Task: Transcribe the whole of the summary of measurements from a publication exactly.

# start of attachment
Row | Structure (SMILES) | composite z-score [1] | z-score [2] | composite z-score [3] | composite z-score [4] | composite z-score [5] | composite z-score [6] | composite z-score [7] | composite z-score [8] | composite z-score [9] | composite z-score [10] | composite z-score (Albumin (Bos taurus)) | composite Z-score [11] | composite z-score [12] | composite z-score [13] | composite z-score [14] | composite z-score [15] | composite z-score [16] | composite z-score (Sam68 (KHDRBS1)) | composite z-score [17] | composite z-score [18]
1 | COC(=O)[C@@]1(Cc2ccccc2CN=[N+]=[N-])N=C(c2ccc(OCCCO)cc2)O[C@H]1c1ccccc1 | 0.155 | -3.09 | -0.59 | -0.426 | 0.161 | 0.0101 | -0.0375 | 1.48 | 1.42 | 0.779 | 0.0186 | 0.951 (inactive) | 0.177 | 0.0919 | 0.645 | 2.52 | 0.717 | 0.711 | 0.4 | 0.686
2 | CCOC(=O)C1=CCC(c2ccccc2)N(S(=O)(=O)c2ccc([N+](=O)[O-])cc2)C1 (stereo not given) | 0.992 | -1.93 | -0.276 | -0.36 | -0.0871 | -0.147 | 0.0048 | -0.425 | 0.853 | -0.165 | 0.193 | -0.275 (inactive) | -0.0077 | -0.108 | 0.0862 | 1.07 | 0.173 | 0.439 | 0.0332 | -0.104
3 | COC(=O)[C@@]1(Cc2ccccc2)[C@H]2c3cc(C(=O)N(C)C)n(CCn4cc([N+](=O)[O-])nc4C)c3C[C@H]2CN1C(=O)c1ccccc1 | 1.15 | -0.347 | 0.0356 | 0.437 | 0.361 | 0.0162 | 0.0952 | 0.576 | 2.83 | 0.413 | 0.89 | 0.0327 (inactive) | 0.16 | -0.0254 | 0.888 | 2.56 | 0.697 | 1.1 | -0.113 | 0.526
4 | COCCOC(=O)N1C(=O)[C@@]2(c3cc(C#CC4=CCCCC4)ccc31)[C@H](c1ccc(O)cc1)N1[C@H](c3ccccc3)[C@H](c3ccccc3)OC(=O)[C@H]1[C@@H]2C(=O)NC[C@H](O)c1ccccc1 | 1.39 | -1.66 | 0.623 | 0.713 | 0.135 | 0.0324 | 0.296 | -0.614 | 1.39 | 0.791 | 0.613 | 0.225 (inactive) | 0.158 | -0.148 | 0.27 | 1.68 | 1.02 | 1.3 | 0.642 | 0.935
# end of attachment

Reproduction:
Row | Structure (SMILES) | composite z-score [1] | z-score [2] | composite z-score [3] | composite z-score [4] | composite z-score [5] | composite z-score [6] | composite z-score [7] | composite z-score [8] | composite z-score [9] | composite z-score [10] | composite z-score (Albumin (Bos taurus)) | composite Z-score [11] | composite z-score [12] | composite z-score [13] | composite z-score [14] | composite z-score [15] | composite z-score [16] | composite z-score (Sam68 (KHDRBS1)) | composite z-score [17] | composite z-score [18]
1 | COC(=O)[C@@]1(Cc2ccccc2CN=[N+]=[N-])N=C(c2ccc(OCCCO)cc2)O[C@H]1c1ccccc1 | 0.155 | -3.09 | -0.59 | -0.426 | 0.161 | 0.0101 | -0.0375 | 1.48 | 1.42 | 0.779 | 0.0186 | 0.951 (inactive) | 0.177 | 0.0919 | 0.645 | 2.52 | 0.717 | 0.711 | 0.4 | 0.686
2 | CCOC(=O)C1=CCC(c2ccccc2)N(S(=O)(=O)c2ccc([N+](=O)[O-])cc2)C1 (stereo not given) | 0.992 | -1.93 | -0.276 | -0.36 | -0.0871 | -0.147 | 0.0048 | -0.425 | 0.853 | -0.165 | 0.193 | -0.275 (inactive) | -0.0077 | -0.108 | 0.0862 | 1.07 | 0.173 | 0.439 | 0.0332 | -0.104
3 | COC(=O)[C@@]1(Cc2ccccc2)[C@H]2c3cc(C(=O)N(C)C)n(CCn4cc([N+](=O)[O-])nc4C)c3C[C@H]2CN1C(=O)c1ccccc1 | 1.15 | -0.347 | 0.0356 | 0.437 | 0.361 | 0.0162 | 0.0952 | 0.576 | 2.83 | 0.413 | 0.89 | 0.0327 (inactive) | 0.16 | -0.0254 | 0.888 | 2.56 | 0.697 | 1.1 | -0.113 | 0.526
4 | COCCOC(=O)N1C(=O)[C@@]2(c3cc(C#CC4=CCCCC4)ccc31)[C@H](c1ccc(O)cc1)N1[C@H](c3ccccc3)[C@H](c3ccccc3)OC(=O)[C@H]1[C@@H]2C(=O)NC[C@H](O)c1ccccc1 | 1.39 | -1.66 | 0.623 | 0.713 | 0.135 | 0.0324 | 0.296 | -0.614 | 1.39 | 0.791 | 0.613 | 0.225 (inactive) | 0.158 | -0.148 | 0.27 | 1.68 | 1.02 | 1.3 | 0.642 | 0.935